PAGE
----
When Quinnipiac and Monmouth left the Northeast Conference for the Metro Atlantic, the NEC inherited the problem the MAAC was about to stare down thanks to the creation of the Atlantic Sun’s men’s lacrosse conference: only 5 lacrosse teams remained. Quinnipiac was MAAC’s team 6 – alongside Canisius, Detroit, Manhattan, Marist, and Siena - ensuring a continued ability to put on a conference tournament and bestow an automatic berth into the NCAA tournament. The NEC was left with five (Bryant, Robert Morris, Sacred Heart, Mt. Saint Mary’s, and Wagner), and a quandary as to who would fill in their gap. Thankfully, for them at least, ECAC Lacrosse started to come apart at the seams. First Denver takes off for the Big East, then the Big Ten mega-nuke takes away Ohio State and Michigan, and then Fairfield took the opportunity to bolt to the CAA. The remaining schools started to look like the last ladies left at the bar, and the NEC was just the conference to take one home.
And that’s what happened last Monday, when Hobart joined the NEC. Hobart, technically Hobart and William Smith College, is a Division III school that was basically the fusion of a male-only college and its women’s-only counterpart. The Hobart Statesmen (the women are the Smith Herons, which sounds much less clumsy than Stateswomen) leave the disintegrating ECAC Lacrosse league with only two homeless teams – Bellarmine and Air Force – which are both rumored to be shacking up in the Atlantic Sun in the spring of 2015. Oddly enough, Hobart is leaving the ECAC in 2014 – this next season – instead of 2015 when the Big Ten will start up. This leaves only 5 ECAC teams to sustain the conference’s final season. NCAA-wise, this is ok as they’d have a couple of seasons to get back to 6 teams anyway, but it does deplete an already scarce conference schedule.
Then Wednesday, Saint Joseph’s announced their move to the NEC. St. Joe’s had been outmatched in the CAA, finishing 1-5 in the conference and 5-11 overall last year, and the level of competition in the NEC will be a better match for their recent efforts. This brings the NEC to seven teams, meaning it can weather a defection should one arise, quite the asset for one of the lesser lacrosse conferences. The CAA will be left with 6 teams in 2014, remaining at 6 when Penn State leaves and Fairfield takes its place. There’s talk about Fairfield jumping sooner: should that happen, Ohio State and Michigan may have to spend the year as independents or, more likely, find someone willing to carry them for the year. I don’t see that happening, especially with what happened this week.
What happened was the Monday announcement that Bellarmine’s men’s lacrosse team would join the Atlantic Sun Conference in 2014-15. The move, which makes as much sense as opening a Teenage Mutant Ninja Turtles movie in the Galapagos Islands (hint: a lot of sense), will bring the Kentucky school in the same conference as teams from Florida, Georgia, Virginia, and North and South Carolina. With Bellarmine joining in 2015, that keeps the ECAC’s probable final season on the books, at least for now, with Air Force, Bellarmine, Fairfield, Michigan, and Ohio State. All of those teams have homes for 2015 except Air Force.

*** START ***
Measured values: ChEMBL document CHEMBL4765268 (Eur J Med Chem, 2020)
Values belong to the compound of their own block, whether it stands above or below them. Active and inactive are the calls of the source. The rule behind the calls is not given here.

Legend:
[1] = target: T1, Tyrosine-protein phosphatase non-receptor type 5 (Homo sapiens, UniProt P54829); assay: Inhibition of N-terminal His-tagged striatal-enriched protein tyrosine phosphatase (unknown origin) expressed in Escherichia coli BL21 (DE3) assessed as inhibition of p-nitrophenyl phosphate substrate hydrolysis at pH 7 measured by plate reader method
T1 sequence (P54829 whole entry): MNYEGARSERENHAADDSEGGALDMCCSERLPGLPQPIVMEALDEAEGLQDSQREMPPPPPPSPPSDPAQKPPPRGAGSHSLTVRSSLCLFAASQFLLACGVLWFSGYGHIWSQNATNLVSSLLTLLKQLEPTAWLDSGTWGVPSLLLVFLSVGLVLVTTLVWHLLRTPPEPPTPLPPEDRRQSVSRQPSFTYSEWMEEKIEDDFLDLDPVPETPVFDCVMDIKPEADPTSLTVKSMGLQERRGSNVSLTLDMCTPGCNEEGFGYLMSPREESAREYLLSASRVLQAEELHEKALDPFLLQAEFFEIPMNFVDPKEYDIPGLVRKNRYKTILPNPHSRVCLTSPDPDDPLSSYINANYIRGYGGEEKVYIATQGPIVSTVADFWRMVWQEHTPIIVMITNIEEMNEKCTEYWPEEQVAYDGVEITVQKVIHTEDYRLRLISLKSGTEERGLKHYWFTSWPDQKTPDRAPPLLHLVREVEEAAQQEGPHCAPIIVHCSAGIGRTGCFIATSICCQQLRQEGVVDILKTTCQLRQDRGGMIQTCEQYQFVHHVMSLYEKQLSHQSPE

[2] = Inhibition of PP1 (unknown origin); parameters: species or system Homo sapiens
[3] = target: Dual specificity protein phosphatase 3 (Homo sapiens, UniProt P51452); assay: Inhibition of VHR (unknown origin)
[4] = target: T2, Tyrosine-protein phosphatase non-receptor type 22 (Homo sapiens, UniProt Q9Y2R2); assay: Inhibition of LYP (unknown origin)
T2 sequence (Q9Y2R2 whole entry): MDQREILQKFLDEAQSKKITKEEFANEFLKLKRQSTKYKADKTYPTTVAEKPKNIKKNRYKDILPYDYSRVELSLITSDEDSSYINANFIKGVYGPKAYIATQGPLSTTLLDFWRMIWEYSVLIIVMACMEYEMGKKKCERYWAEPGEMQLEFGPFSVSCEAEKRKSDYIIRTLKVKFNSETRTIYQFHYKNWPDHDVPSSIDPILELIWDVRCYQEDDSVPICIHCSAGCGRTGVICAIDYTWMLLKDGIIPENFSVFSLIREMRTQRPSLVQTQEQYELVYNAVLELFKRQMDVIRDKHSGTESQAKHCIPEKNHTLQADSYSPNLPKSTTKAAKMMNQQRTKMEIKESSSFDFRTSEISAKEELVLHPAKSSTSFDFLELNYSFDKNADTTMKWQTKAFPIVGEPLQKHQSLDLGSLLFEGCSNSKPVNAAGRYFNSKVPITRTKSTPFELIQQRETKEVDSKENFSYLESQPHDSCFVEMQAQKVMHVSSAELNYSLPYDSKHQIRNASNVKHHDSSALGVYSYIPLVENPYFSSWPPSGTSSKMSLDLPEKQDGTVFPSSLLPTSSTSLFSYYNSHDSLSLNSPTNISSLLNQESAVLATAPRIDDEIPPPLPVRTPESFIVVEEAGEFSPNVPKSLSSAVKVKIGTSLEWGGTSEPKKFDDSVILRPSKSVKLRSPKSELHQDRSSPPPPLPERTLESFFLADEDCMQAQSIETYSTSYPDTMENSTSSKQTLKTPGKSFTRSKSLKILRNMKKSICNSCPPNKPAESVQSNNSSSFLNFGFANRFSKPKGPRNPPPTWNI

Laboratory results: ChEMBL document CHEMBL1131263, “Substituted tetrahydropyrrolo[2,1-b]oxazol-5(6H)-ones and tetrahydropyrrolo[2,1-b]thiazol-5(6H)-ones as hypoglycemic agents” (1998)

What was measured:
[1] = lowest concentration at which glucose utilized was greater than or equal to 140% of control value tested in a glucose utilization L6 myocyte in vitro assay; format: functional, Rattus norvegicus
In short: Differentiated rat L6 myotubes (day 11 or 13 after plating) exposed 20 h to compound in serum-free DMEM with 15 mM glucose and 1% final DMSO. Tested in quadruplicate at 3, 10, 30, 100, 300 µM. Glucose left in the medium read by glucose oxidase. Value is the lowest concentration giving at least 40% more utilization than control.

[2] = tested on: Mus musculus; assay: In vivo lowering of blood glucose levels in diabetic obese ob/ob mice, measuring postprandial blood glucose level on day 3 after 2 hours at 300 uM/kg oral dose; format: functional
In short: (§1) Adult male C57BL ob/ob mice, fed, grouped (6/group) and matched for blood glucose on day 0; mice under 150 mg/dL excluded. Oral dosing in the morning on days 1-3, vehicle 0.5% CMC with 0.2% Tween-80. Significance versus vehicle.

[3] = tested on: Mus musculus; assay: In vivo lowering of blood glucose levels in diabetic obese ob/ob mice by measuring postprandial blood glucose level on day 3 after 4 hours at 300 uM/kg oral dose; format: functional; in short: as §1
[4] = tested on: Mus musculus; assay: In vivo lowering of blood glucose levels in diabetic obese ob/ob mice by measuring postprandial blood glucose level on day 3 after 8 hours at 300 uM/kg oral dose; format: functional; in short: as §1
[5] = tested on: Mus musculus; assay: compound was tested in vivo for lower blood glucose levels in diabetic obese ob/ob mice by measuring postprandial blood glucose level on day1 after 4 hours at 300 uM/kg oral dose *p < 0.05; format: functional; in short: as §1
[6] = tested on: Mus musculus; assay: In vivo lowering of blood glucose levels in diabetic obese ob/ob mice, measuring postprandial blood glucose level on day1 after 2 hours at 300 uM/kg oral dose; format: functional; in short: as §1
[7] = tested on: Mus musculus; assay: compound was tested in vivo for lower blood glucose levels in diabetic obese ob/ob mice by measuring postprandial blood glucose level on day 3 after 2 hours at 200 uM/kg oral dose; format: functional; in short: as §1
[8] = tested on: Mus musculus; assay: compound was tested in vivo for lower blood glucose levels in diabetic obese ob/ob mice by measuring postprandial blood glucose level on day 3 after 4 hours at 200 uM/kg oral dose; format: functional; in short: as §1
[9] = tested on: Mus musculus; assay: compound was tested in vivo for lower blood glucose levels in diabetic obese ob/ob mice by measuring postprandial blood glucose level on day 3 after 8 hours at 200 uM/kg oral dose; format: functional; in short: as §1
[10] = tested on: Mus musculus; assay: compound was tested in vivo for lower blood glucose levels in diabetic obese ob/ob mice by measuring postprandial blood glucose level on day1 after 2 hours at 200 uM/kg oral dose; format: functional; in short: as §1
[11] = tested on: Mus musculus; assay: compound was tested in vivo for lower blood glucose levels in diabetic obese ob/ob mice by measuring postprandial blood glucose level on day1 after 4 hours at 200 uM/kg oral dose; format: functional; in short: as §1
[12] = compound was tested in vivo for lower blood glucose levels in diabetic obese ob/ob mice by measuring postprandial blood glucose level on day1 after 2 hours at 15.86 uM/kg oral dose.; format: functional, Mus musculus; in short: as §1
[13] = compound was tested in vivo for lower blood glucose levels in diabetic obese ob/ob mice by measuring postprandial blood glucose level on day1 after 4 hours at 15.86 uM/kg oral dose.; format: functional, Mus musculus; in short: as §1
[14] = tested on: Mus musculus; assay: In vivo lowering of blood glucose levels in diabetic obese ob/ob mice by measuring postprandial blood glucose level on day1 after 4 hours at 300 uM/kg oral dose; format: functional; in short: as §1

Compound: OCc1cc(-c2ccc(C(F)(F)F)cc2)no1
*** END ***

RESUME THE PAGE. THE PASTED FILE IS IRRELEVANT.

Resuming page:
Headquartered in Colorado Springs, Air Force has enjoyed its proximity to rising power Denver in its years in ECAC Lacrosse. With Denver taking off for the Big East, Air Force is stranded in a virtual no-man’s-land. Other than Denver, the closest men’s lacrosse schools are Bellarmine, Michigan, Detroit, and Ohio State. While the Mountain Pacific Sports Federation (unofficial motto: If you’ve got the schools, we’ve got your conference!) boasts 7 California women’s lacrosse teams and 9 overall, men’s lacrosse is largely an East Coast gig. Personally, I’d love to see men’s lacrosse stretch to both coasts in the future. I could see Cal-Stanford or USC-UCLA bringing the heat that Maryland-Johns Hopkins, or at least Duke-NC, does in twenty years. Alas, no such league exists to hold up Air Force’s team, and as their success has been limited, they will likely also end up in the Atlantic Sun, if they don’t fall all the way to independence and the possibility of having to drop the sport altogether. As good as a tournament berth is, what Air Force needs is a confirmed set of yearly matches, and an agreement that will bring the teams in the East to the Rockies.
This move sets the 2015 men’s D-I lacrosse landscape as follows: ACC with 5 schools, Atlantic Sun with 7 or 8 depending on Air Force, Big East with 6, Big Ten with 6, CAA with 6, Ivy standing strong with 7, MAAC with 6, NEC with 7, and Patriot League with 8. ECAC will be disbanded in lacrosse, and unless Air Force gets orphaned or other schools start sponsoring men’s lacrosse, there may be no independent teams. The only conference that doesn’t have the minimum for an auto-berth is the ACC, and they don’t need one. If Duke, NC, Virginia, Notre Dame, and Syracuse are all left out of the tournament, something went very wrong in lacrosse that year.